Pledge of Allegiance -

Cher Ami was a homing pigeon owned and flown by the U.S. Army Signal Corps in France during World War I. He helped save the Lost Battalion of the 77th Division in the battle of the Argonne, October 1918. In his last mission, he delivered a message despite having been shot through the breast, being blinded in one eye, covered in blood, and having a leg hanging only by a tendon. The bird was awarded the Croix de Guerre for heroic service delivering 12 important messages in Verdun, France.

The New York Bird Club requests that June 13 be declared as National Pigeon Day so that pigeons can be properly recognized as heroes.

Friday, March 19, 2010

National Pigeon Day 2010

Due to the Puerto Rican Day Parade which will take place on June 13 (the official National Pigeon Day), the Parks Department is not issuing any permits in Central Park; therefore,the National Pigeon Day event will take place on Saturday, June 19th from 10 am to 3 pm on Pilgrim Hill in Central Park. You can enter the park on Fifth Avenue and E. 72nd Street and Pilgrim Hill is a few minutes walk.

Participants are the following:

Stuart Chaifetz, an investigator for SHARK
will speak about legislation that is pending in Pennsylvania that will end pigeon shoots in that state.

Pigeon shoots are competitions wherein hundreds to thousands of live birds are shot at to win prizes. A typical 3-day shoot contest can kill and injure up to 15,000 birds.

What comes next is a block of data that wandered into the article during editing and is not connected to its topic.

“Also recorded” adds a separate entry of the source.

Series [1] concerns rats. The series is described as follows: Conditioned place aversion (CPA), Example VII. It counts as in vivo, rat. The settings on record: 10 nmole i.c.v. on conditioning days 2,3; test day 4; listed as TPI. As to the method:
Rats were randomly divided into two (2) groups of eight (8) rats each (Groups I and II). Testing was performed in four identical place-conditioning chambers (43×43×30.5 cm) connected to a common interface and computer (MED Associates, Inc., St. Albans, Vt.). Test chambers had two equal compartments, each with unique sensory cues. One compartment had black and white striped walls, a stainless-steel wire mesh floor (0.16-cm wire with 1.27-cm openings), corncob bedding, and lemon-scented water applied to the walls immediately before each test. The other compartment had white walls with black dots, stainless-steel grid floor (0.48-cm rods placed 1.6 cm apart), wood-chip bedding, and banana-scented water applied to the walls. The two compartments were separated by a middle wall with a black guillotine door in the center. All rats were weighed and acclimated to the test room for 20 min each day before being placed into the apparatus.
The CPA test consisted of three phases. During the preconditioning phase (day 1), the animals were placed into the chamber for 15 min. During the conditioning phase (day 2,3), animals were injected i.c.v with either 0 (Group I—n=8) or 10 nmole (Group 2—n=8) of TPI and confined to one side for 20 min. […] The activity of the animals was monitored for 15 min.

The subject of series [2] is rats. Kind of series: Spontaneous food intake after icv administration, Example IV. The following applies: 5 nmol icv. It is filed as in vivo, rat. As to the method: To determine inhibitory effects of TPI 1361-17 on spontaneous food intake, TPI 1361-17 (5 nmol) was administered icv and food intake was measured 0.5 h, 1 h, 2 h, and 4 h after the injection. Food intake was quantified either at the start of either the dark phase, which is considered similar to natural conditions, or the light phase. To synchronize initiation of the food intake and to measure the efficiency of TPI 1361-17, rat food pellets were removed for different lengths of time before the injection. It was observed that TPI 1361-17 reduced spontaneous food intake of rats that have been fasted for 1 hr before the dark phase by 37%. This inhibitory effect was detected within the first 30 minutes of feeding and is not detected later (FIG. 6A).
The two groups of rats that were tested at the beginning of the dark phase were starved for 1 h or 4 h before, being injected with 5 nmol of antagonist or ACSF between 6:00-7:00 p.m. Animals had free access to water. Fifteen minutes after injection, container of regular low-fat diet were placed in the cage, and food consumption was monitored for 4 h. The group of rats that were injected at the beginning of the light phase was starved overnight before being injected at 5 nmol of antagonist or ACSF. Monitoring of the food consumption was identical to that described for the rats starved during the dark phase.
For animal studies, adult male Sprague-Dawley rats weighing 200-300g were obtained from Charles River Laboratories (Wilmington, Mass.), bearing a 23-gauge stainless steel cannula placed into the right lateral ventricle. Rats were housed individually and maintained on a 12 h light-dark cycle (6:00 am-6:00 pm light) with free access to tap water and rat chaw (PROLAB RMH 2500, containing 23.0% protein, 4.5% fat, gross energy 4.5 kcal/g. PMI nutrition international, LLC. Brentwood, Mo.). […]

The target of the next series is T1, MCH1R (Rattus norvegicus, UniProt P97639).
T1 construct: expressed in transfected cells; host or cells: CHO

The pigeons are captured and collected for weeks ahead of time, then released from trap boxes only yards away from the so-called "sportsmen". The birds are generally dazed and suffering from dehydration or starvation as they are sprung out of the boxes.

Rather than mercifully being given a quick death, 70% of the birds are injured when shot and either left to suffer slow deaths or collected and killed by pigeon shoot "trapper boys" or "wringers", traditionally children, who break their necks, step on them, tear off wings, suffocate them, or cut off their heads with garden shears, among other abuses.

Pigeon shoots are nothing more than a vile excuse for entertainment for the dull-witted or psychopathic. Illegal in other countries and in all but a couple of American states, most people realize the despicable nature of these bird-killing contests.

Anne Muller, president of Wildlife Watch, an organization that operates a national hotline for those who find injured or orphaned wild animals.
The presentation will include calls that Wildlife Watch receives from people who find exhausted "racing" pigeons who simply drop down from the sky and would die but for the help of those who find and rescue them, and those who rehabilitate them. Anne will be talking about government wildlife agencies and what needs to be done to give pigeons protection. Wildlife Watch publishes exposes of the mismanagement of wildlife by government wildlife agencies.

The following quote is straight from the current NYS Department of Environmental Conservation (DEC) website: